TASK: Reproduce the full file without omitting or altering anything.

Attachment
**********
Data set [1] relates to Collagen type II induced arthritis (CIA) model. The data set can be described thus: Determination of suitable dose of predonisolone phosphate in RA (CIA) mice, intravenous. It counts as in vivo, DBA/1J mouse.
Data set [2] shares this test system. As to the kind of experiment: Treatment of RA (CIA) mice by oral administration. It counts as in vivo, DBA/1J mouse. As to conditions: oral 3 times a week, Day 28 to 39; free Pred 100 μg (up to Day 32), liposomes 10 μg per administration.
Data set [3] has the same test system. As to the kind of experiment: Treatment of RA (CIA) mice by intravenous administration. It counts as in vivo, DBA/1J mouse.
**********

Data set [1] relates to Collagen type II induced arthritis (CIA) model. The data set can be described thus: Determination of suitable dose of predonisolone phosphate in RA (CIA) mice, intravenous. It counts as in vivo, DBA/1J mouse.
Data set [2] shares this test system. As to the kind of experiment: Treatment of RA (CIA) mice by oral administration. It counts as in vivo, DBA/1J mouse. As to conditions: oral 3 times a week, Day 28 to 39; free Pred 100 μg (up to Day 32), liposomes 10 μg per administration.
Data set [3] has the same test system. As to the kind of experiment: Treatment of RA (CIA) mice by intravenous administration. It counts as in vivo, DBA/1J mouse.